MILWAUKEE (WITI) — Running errands is simply a part of most people’s everyday lives, but when doing just that leads to an incident that threatens your career or even your life — how would you feel? A familiar voice in Milwaukee sports has an unexpected answer. FOX6’s Tim Van Vooren sits down with ESPN 540 radio host Steve “The Homer” True after a serious crash that could have taken his life.
59-year-old True was seriously injured his vehicle was struck by another vehicle near Hampton and Fond du Lac on November 13th.
The striking vehicle was driven by a 44-year-old Milwaukee man.
Witnesses say the crash happened when the 44-year-old man failed to stop for a red traffic signal.
True was taken to the hospital, where he was listed in critical condition.
Now, True is back to work, and it’s business as usual in the afternoons on ESPN 540. True joins his co-host Mitch “Thunder” Nelles and their radio audience despite the fact that True is roughly a month removed from the harrowing crash.
“The best thing is when they get mad at me or they make fun of me or they disagree with me — because then they’ve moved beyond the incident and they’re not worried about ‘can I say this’ or not. You know you’re back when it’s the three-ring circus again,” True said.
True says on the day of the crash, he was driving his son’s older car, with no side airbags.
He was hit hard, and was taken to the hospital with head and other injuries.
“There were reasons they were that concerned because there are four hours that I don’t know, and may never know what happened, and now when I notice other traffic accidents — I think some people go to sleep for four hours and never get up. I did,” True said.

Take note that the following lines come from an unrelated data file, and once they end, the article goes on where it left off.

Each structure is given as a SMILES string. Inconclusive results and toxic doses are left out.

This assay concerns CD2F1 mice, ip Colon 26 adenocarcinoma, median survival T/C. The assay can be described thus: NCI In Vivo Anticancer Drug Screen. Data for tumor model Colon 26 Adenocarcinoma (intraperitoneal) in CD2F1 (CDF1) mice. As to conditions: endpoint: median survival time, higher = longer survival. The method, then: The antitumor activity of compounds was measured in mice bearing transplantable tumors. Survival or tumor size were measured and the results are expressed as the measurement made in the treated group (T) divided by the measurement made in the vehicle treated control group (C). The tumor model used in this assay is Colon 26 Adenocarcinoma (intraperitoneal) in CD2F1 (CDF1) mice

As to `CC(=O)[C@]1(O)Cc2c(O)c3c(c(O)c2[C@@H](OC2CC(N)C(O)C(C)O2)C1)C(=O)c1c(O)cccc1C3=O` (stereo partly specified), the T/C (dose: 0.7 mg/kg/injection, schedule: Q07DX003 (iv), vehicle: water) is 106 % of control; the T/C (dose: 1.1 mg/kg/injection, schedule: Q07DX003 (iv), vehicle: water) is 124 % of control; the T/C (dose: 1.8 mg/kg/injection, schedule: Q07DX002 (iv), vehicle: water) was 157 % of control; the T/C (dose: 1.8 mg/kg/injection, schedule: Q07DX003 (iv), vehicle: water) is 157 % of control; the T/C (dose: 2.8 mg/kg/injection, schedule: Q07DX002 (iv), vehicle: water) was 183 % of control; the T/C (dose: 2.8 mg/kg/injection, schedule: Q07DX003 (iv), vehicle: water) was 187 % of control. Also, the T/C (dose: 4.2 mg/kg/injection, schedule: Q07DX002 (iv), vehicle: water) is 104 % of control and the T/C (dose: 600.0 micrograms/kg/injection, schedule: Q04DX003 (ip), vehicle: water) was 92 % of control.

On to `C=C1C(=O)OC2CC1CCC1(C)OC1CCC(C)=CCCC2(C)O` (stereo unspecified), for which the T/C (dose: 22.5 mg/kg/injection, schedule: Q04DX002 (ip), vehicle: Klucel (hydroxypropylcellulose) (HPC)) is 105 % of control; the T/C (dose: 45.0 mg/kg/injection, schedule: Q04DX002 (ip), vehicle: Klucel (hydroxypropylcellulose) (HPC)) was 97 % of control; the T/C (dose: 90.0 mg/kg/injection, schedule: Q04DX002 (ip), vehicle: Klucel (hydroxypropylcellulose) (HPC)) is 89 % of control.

As for his thoughts on the other driver, True says…
“People have asked me that, and I’ve never thought of the guy. Not once. It’s not like I’m being this great person. I am reasonably okay. I think of all those people that go through this and the result isn’t good, how can I be mad at anybody? You genuinely feel your good fortune outweighs whatever he took away. Yes, because I’m selfish, I think about me. It’s not that I want to win a church award. I’m thinking about me. If I was really harmed, and I was in terrible shape and had the same attitude, then I’m something special. I’m not taking any high road at all,” True said.
True hasn’t taken the road to the accident site again yet, but he says he will.
His physical recovery is progressing well, and professionally, being in the studio or back on the call of Marquette games is the perfect therapy.
True is at the stage in his career where he has built up plenty of capital with his co-workers and those he interacts with regularly — like Marquette Coach Buzz Williams and most importantly to him — his listeners, many of whom have overwhelmed the broadcaster with their support in the wake of the crash.
“It makes you realize that those times when you wonder, is anybody out there? Yeah. They are out there and they really care. I mean, the stuff that people have sent and the things they’ve said, and the time they’ve taken, yeah — it does make you feel like you actually do serve a kind of purpose or that they enjoy it. To everyone I would say thanks. It’s just blown my mind the kindness and the interest and how considerate people have been,” True said.